So my thinking is to migrate the server to my OH box and then use exec binding to run some scripts to control the server. For now the scripts will start and stop the service itself, unless I’ll find a more elegant approach.
This will let me achieve those features from the OP.


Not sure if you’re aware, but you can use pivpn to install Wireguard - installation will be as simple as openvpn. I did it this weekend and had access to my LAN within a few minutes.

You’re right. I should have be more specific. When I talked about Wire Guard in my post I ment that I installed it through openhabian-config.
Sorry about that…

I am aware of that option of PiVPN, I admit I haven’t tested that one…

Hi there,
I’d like to share my complete solution in case someone will find it helpful.
I’m not sure it’s the most elegant way but it’s what I could achieve with my some what limited knowledge.

My setup:

  • Raspberry Pi 4 running OH 3.0.1 on openhabian.
  • An openVPN server running as a service on the same Pi (installed with PiVPN)

First I created two shell scripts inside /usr/bin/:

  1. startService.sh for starting the service:
sudo systemctl start openvpn.service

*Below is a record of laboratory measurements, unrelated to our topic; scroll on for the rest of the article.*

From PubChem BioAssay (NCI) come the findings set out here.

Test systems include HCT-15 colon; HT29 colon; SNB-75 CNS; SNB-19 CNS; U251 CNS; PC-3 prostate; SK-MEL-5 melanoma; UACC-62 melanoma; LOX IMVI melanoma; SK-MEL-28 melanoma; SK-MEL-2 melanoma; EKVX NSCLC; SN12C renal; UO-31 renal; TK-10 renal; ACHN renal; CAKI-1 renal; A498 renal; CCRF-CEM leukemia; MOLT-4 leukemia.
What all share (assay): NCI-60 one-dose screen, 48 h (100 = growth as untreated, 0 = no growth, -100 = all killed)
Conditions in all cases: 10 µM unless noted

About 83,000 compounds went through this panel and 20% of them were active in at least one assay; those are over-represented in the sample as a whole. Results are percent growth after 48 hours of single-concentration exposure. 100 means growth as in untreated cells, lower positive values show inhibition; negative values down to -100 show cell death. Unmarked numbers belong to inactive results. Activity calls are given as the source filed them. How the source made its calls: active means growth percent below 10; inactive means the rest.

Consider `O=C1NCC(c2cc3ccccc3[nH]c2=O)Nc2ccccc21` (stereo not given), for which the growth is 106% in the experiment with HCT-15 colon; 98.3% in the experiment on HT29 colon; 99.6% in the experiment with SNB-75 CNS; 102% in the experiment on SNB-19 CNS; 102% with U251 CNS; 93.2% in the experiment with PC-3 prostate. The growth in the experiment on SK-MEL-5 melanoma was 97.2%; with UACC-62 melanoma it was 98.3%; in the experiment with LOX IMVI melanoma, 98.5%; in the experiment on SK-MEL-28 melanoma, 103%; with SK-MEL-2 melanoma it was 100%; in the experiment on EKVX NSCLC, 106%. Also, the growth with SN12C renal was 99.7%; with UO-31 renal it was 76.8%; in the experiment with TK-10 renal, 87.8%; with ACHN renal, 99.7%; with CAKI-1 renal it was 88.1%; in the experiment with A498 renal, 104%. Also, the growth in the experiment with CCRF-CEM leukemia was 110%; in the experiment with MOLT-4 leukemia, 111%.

1. stopService.sh for stopping the service:
sudo systemctl stop openvpn.service

And added an execution permission for both of them:

sudo chmod +x /usr/bin/startService.sh
sudo chmod +x /usr/bin/stopService.sh

The next steps I’m not sure are necessary but I did them nevertheless. I remember that I had to do them in OH2 (on an openhabian box) in order to execute sudo commands from rules, because the user running those commands would be openhab and not openhabian.

  1. Allow the user openhab to run sudo commands:
    sudo adduser openhab sudo
  2. Create a file with sudo commands that openhab can run without a password:
    sudo visudo -f /etc/sudoers.d/OHAdminPermissions
  3. Add the following lines to the file:
# Allow openhab user to execute commands
openhab ALL=(ALL) NOPASSWD: /usr/bin/startService.sh, /usr/bin/stopService.sh

Next is the OH stuff.
Create the relevant items:

Switch Sys_VPNControlSwitch "System VPN Control"      <vpn>           ["Point"]
String Sys_VPNStatus "System VPN Status"              <vpnstatus>     ["Point"]

Relevant sitemap lines:

        Switch      item=Sys_VPNControlSwitch label="VPN Server Control"
        Text        item=Sys_VPNStatus      label="VPN Server Status [%s]"

And the rule to control the server:

val String filename = "system.rules"
var Timer timer = null

rule "Control VPN Server"
    Item Sys_VPNControlSwitch received command
    logInfo(filename, "Controling the VPN server. Seting to " + receivedCommand)
    if (receivedCommand == ON) {
        if (timer===null) {
            timer = createTimer(now.plusSeconds(1), [|